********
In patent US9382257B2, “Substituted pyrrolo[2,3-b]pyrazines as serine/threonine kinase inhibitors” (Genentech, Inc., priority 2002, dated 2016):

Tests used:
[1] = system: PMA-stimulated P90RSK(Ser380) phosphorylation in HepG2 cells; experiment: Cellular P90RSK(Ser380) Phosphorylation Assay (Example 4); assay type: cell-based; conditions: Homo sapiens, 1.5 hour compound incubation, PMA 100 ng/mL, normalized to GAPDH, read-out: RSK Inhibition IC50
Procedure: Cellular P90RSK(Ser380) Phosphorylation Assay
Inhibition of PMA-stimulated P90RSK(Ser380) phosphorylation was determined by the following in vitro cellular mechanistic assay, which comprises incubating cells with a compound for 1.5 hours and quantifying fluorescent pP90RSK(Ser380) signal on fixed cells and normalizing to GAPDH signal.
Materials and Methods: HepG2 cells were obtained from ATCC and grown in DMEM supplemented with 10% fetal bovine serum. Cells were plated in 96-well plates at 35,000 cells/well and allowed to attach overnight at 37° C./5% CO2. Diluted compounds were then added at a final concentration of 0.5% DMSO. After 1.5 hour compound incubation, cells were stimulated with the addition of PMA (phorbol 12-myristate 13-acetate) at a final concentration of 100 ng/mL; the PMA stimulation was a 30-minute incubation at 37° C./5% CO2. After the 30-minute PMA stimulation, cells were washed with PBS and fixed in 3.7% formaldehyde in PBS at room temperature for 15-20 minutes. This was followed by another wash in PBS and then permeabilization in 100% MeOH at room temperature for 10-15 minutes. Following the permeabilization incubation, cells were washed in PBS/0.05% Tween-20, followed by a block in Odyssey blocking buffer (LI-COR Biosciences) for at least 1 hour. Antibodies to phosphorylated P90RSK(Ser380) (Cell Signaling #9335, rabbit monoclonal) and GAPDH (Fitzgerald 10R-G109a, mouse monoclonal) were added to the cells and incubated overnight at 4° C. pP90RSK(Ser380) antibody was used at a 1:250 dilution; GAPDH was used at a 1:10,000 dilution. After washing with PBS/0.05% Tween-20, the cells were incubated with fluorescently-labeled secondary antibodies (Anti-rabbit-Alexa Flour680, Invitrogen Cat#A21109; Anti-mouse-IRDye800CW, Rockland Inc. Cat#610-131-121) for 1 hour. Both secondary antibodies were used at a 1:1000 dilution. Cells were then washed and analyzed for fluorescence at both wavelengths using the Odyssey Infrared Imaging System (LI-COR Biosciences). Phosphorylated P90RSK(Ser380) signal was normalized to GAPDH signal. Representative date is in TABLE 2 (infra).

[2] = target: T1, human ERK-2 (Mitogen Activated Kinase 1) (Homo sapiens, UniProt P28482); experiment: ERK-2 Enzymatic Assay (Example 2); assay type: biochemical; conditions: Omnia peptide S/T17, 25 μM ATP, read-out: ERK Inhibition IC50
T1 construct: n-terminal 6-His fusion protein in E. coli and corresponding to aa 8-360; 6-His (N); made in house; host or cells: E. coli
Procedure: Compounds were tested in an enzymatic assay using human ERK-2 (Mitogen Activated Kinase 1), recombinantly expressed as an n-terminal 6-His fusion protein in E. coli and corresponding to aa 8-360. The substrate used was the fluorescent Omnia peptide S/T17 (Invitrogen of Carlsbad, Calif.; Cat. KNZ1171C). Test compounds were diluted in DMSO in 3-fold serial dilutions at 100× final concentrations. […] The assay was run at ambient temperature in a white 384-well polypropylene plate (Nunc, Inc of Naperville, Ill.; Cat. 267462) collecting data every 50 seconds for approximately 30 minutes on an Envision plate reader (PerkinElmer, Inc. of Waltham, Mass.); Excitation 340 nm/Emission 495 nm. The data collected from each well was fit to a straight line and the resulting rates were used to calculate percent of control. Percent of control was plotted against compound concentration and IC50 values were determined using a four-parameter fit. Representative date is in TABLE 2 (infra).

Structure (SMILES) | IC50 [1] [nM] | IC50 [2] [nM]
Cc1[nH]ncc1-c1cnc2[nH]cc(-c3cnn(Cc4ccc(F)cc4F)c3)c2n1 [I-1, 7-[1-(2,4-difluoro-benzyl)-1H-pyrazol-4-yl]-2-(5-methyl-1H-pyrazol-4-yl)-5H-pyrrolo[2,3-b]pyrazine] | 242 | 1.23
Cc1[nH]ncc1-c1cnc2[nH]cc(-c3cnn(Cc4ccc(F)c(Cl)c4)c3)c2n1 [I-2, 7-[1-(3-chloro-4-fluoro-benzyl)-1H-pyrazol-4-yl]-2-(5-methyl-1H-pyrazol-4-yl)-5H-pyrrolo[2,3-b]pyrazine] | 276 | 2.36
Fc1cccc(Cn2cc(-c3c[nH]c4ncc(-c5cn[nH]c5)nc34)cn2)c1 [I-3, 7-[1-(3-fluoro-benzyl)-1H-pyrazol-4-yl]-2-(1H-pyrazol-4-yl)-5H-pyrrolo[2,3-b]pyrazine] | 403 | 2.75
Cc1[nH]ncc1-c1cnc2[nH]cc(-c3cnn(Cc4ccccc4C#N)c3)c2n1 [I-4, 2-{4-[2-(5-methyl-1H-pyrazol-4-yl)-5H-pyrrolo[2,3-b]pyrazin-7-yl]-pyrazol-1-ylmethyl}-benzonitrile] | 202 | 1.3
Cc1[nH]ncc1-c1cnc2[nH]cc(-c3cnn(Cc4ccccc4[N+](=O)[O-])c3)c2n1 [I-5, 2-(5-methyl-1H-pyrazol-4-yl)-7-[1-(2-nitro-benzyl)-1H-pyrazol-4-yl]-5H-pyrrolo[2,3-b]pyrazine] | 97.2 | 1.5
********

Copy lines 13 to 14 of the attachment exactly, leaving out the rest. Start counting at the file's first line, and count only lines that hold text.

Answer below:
Fc1cccc(Cn2cc(-c3c[nH]c4ncc(-c5cn[nH]c5)nc34)cn2)c1 [I-3, 7-[1-(3-fluoro-benzyl)-1H-pyrazol-4-yl]-2-(1H-pyrazol-4-yl)-5H-pyrrolo[2,3-b]pyrazine] | 403 | 2.75
Cc1[nH]ncc1-c1cnc2[nH]cc(-c3cnn(Cc4ccccc4C#N)c3)c2n1 [I-4, 2-{4-[2-(5-methyl-1H-pyrazol-4-yl)-5H-pyrrolo[2,3-b]pyrazin-7-yl]-pyrazol-1-ylmethyl}-benzonitrile] | 202 | 1.3